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RE: datatypes and MT (#rdfms-graph)

From: <Patrick.Stickler@nokia.com>
Date: Thu, 15 Nov 2001 23:38:02 +0200
Message-ID: <2BF0AD29BC31FE46B78877321144043114C0A5@trebe003.NOE.Nokia.com>
To: phayes@ai.uwf.edu
Cc: w3c-rdfcore-wg@w3.org

> -----Original Message-----
> From: ext Pat Hayes [mailto:phayes@ai.uwf.edu]
> Sent: 15 November, 2001 20:57
> To: Stickler Patrick (NRC/Tampere)
> Cc: w3c-rdfcore-wg@w3.org
> Subject: RE: datatypes and MT (#rdfms-graph)
> >  > ...The other proposals (S, DC and oldX=URV) don't need
> >>  this complication, however, since they can assume 
> tidiness on literal
> >>  nodes as well as urirefs.
> >
> >Can someone please point me to the most concise, prose definition
> >of tidiness as it relates to the graph?
> Sorry, local jargon. I invented the term in the MT document, by 
> defining an RDF graph to be 'tidy' if had no duplicated names, so 
> each uriref or literal occurs only on a single node. (At that time I 
> was assuming (naively) a U-style treatment of literals. ) Since then 
> it has also been used to refer to the condition that triples are not 
> duplicated in any graph, for example.

That's what I thought it meant, and thus it is equivalent
to the "level 1 merge compression" I outline in my X proposal.

A tidy graph is an X level 1 graph. 

> The reason for having such a term is that forming the simple union of 
> two graphs can produce a non-tidy graph, so one has to get explicit 
> about the tidying process (ie the merging of nodes with the same 
> label to create a tidy merged graph.)


And in fact, this is what motivated the URV encoding of typed
data literals, so that such values could "participate" in that
tidying process, to *substantially* reduce graph real estate,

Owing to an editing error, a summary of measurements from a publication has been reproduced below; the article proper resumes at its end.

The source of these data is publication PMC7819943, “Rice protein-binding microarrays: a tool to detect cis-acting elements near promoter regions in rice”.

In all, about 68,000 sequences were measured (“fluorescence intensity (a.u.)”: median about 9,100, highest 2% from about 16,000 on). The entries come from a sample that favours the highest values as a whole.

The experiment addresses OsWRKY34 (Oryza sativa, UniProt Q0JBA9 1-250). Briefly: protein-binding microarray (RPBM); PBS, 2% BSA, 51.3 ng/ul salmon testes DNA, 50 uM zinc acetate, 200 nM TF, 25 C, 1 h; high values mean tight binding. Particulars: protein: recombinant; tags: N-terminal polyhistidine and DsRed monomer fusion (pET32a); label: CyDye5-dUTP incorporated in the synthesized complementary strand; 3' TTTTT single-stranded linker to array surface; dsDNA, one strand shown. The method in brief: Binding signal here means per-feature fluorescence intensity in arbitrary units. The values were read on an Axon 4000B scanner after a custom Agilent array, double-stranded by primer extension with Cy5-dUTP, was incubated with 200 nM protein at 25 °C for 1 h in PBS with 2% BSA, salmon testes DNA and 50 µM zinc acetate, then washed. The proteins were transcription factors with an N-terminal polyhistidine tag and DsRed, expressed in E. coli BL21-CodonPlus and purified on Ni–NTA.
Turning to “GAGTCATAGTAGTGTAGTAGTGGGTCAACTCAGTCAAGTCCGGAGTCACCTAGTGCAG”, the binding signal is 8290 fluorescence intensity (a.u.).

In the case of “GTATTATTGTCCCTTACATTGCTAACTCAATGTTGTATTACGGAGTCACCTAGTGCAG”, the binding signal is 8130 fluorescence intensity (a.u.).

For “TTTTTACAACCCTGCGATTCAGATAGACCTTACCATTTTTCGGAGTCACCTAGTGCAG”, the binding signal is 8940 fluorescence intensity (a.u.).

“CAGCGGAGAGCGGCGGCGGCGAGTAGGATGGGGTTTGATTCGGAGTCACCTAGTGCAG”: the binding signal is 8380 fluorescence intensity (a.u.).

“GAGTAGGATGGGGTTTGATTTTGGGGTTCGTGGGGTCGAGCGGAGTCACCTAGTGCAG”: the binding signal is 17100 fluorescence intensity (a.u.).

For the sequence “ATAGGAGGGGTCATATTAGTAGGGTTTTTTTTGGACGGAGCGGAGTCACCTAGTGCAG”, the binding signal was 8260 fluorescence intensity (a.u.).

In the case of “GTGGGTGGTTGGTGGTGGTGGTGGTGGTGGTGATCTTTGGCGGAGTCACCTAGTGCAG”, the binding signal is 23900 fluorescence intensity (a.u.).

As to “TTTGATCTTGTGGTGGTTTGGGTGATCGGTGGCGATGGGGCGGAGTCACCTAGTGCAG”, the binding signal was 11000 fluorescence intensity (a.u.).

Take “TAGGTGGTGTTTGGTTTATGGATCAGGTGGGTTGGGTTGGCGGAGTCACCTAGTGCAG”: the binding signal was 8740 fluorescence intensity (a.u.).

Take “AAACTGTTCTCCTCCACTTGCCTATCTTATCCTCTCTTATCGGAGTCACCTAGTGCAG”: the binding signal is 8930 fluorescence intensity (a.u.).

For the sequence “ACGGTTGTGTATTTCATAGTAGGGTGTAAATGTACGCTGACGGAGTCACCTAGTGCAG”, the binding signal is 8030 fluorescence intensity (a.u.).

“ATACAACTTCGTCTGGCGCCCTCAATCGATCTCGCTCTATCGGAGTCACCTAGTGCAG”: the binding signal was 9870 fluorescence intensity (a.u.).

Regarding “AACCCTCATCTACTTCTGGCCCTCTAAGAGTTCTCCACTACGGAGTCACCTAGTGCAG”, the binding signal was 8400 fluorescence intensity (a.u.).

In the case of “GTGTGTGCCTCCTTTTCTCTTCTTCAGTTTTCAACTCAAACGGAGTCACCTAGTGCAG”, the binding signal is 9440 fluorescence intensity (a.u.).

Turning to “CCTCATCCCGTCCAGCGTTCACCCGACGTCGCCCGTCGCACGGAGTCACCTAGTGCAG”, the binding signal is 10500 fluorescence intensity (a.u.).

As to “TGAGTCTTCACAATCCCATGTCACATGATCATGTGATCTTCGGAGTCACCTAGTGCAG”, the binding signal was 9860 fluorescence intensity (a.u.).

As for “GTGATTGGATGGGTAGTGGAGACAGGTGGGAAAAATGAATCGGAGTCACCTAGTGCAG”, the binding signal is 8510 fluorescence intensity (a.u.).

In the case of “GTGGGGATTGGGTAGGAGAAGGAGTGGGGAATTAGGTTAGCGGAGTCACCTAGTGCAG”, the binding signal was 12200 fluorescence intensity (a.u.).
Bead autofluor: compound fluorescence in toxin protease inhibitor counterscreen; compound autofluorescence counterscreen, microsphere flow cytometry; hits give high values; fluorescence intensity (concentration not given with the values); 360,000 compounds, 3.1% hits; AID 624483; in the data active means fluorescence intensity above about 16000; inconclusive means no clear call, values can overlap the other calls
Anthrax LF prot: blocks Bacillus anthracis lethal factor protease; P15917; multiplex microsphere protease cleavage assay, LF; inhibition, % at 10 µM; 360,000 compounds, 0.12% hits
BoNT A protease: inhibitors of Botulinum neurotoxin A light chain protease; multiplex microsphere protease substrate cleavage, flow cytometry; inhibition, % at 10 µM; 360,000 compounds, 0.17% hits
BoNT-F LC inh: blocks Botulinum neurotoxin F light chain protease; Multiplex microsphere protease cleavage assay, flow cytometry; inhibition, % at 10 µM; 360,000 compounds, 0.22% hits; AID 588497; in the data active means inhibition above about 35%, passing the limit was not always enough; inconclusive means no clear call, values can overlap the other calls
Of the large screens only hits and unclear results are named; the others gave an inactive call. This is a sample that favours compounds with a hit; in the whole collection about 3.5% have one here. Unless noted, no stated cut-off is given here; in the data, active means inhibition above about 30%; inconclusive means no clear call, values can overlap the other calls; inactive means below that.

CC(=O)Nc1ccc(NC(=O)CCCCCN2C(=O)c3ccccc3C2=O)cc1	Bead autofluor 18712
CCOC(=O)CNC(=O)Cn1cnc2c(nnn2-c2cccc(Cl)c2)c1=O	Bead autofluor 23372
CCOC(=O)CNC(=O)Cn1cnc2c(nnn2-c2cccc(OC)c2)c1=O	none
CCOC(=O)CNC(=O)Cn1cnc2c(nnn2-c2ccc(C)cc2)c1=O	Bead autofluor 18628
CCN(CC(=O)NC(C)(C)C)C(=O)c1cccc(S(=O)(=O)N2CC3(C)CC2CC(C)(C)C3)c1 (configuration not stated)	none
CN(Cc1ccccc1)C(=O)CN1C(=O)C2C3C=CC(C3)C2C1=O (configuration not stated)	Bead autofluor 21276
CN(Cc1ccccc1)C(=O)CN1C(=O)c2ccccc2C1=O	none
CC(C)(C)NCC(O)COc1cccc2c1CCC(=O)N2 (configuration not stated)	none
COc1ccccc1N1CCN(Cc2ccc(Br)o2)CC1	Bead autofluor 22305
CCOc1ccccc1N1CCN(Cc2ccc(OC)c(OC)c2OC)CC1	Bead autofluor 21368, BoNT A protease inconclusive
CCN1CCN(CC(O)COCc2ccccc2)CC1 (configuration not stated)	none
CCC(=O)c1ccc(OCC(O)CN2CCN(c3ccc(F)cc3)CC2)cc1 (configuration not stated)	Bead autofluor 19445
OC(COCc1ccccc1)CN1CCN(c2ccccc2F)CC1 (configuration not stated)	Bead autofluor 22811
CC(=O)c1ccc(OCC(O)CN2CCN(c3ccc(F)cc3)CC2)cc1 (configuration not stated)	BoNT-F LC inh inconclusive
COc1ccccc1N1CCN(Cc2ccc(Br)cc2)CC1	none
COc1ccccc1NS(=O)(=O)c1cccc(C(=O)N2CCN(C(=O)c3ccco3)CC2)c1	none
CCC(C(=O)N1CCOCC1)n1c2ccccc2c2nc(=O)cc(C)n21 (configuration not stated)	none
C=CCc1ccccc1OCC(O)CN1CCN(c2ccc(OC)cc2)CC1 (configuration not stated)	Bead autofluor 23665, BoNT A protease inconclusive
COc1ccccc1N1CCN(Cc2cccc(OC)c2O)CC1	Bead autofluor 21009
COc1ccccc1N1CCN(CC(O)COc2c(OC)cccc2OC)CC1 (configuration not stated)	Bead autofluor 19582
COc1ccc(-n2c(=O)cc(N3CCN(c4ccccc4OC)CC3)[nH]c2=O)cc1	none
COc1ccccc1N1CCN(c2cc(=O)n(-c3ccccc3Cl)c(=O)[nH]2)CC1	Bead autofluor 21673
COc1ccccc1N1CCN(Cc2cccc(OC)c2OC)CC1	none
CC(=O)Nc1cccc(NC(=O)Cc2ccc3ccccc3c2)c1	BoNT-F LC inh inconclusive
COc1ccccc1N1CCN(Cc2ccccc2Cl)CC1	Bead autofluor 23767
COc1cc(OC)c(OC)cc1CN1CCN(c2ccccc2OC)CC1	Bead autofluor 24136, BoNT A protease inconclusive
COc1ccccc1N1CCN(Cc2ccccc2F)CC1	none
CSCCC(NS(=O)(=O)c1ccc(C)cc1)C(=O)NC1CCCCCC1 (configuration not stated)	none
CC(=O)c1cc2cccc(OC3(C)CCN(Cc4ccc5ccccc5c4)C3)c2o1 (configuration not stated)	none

and to make finite a number of potentially infinite levels
of anonymous node based qualification.

My X proposal shows an example of this in the section 
discussing URVs.

> When we started taking literals more seriously, some ways of treating 
> them (the P(++) ways) require that different occurrences of the same 
> literal may have different meanings, so it is no longer appropriate 
> to insist on tidiness for literal nodes. 

I had never thought they were expected to participate in tidyness,
since they clearly are ambiguous as to value. Did the original
specs suggest they weren't? Is that where the "literals denote strings"
view comes from?

> In fact, this is one way 
> that the P(++) proposals (and I think the X, though I'm not sure) can 
> be distinguished from the U/S/DC proposals, in that the latter will 
> work with graphs that are tidy on literals, while the others will 
> not. 

Correct. The X proposal expects that each literal occurence is
represented by its own node. Only nodes with uriref labels are

> So this decision has consequences even for the graph syntax.

Quite so. 

> Hope this helps.

Very much. Thanks,

Received on Thursday, 15 November 2001 16:38:04 UTC

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